Comfort Classics: Lily Mac Mahon

Cup_of_tea

 

 

The world is in a state of upheaval at the moment, and we’re all looking for things to make us feel less anxious. Maybe Classics can help.

 

 

 

 

Today’s interview is with Lily Mac Mahon

 

 

 

 

Is there a source from the ancient world that you find yourself coming back to when you want to feel better?

 

During my lunch break (at least pre-lockdown!), I occasionally pop over to the British Museum and I always make sure to go up to see the Fayum mummy portraits. They never fail to awaken my imagination, even though so little is known about the artists and their subjects, and it’s not certain if the portraits were painted during the sitter’s lifetime or after their death.

 

 

 

 

When did you first come across these portraits?

 

I used to visit the British Museum quite often as a child and I was drawn to one portrait in particular which shows a young woman adorned in fine jewellery. As I come from quite an artistic family, I was fascinated to see a method of figurative painting which exists from the ancient world. The Fayum portraits look strangely contemporary and it’s this quality which makes them very accessible to a modern viewer.

 

Fayum
From Wikimedia

 

 

 

 

Can you tell me a bit about this portrait and its context?

 

This particular portrait is said to be from er-Rubayat (Egypt) and is dated to c.160-170 AD. It was painted in encaustic on limewood, with gold leaf used for the jewellery. The Fayum portraits are an interesting synthesis of the Egyptian and Greco-Romano cultures, where you have the painting attached to the face of the mummy coupled with the realism of classical art. A few years back, I read a great book by Susan Walker, Ancient Faces: Mummy Portraits in Roman Egypt, which I highly recommend.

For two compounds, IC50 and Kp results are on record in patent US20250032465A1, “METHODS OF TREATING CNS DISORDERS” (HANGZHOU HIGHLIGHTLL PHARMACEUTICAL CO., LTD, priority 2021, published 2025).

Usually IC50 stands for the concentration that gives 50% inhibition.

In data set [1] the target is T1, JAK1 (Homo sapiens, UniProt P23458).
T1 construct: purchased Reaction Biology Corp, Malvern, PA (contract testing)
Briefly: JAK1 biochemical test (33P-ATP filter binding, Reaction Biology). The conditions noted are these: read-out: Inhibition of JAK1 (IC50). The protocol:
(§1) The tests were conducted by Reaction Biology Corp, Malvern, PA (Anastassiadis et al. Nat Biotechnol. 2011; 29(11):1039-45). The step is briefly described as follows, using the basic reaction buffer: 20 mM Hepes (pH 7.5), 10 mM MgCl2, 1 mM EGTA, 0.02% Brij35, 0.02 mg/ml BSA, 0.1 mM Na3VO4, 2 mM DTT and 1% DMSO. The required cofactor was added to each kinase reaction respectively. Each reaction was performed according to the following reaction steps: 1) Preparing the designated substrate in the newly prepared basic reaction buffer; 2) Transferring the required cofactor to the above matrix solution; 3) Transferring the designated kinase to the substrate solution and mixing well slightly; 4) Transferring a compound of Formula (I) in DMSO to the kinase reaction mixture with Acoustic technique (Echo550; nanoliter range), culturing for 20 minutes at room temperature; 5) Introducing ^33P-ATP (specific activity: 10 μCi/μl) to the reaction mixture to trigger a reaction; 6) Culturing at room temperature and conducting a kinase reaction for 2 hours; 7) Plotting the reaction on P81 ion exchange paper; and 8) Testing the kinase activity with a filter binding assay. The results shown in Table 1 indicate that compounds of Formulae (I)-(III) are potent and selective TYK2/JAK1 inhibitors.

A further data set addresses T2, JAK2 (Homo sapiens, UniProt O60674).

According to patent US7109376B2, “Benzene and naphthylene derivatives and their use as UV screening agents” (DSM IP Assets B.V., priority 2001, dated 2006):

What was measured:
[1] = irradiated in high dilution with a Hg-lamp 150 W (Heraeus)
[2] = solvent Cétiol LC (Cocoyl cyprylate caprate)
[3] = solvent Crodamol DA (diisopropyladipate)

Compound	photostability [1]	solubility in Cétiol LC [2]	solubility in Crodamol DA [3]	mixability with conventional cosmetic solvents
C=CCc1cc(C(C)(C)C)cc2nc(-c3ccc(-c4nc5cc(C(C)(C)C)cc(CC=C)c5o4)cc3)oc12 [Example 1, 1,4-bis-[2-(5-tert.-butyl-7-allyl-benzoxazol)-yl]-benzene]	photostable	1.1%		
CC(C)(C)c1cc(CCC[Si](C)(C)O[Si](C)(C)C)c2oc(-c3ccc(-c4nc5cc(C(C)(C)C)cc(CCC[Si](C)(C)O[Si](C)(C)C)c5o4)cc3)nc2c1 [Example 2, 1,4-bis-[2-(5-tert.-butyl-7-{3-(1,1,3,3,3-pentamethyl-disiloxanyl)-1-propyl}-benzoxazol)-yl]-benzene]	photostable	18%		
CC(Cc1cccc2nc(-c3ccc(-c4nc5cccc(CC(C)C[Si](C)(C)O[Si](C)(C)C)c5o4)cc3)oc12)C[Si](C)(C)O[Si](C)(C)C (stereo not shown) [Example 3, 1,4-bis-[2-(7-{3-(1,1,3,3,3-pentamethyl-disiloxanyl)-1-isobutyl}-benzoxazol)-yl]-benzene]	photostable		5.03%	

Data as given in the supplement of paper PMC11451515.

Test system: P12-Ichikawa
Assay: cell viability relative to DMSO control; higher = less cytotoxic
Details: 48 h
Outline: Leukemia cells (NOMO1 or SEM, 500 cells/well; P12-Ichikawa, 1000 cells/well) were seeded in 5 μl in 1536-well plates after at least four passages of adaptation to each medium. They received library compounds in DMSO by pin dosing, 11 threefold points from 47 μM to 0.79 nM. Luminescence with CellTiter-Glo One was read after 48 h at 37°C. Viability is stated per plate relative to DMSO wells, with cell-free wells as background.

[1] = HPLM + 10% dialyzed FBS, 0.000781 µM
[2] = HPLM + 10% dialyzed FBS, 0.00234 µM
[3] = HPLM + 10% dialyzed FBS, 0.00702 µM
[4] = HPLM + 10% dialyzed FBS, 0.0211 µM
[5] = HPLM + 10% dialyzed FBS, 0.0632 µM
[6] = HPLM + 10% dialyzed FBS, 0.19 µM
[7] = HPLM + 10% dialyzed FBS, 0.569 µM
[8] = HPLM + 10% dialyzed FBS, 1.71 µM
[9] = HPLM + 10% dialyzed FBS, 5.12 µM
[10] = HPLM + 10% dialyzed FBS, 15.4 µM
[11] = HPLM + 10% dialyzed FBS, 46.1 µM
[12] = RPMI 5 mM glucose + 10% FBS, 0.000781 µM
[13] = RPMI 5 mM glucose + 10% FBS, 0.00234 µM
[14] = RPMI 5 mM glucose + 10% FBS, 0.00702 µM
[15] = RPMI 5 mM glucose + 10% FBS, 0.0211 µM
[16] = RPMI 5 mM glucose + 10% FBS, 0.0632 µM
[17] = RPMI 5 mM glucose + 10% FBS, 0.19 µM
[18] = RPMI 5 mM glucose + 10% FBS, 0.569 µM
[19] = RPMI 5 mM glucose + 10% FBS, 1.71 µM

What is it about this portrait that appeals to you most?

 

Not only is this portrait a beautiful painting, especially given that it is the oldest extant form of portraiture, but it’s also an artefact which represents the combination of two very different artistic traditions coming together.

 

 

 

 

And finally… what do you do, outside of Classics, to cheer yourself up?

 

For the last couple of years, I’ve been building up a collection of first edition books from around the late nineteenth century to the early twentieth century. Nothing gives me more pleasure than looking through the catalogues of antiquarian booksellers or visiting second-hand bookshops to find my latest addition! I also enjoy attempting to master French cuisine and exploring hidden corners of London.

 

 

 

 

Lily Mac Mahon read Classics BA at King’s College London. She is currently the Editorial Assistant of the Classical Studies and Archaeology list at Bloomsbury Publishing.

You can find her on Twitter @lilymacmahon1

 

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Catch up with all the Comfort Classics interviews here.


3 thoughts on “Comfort Classics: Lily Mac Mahon

  1. Lovely choice! Those faces look like they have a soul…and looking through antiquarian bookshops and catalogues is just a magical hobby!

    Liked by 1 person

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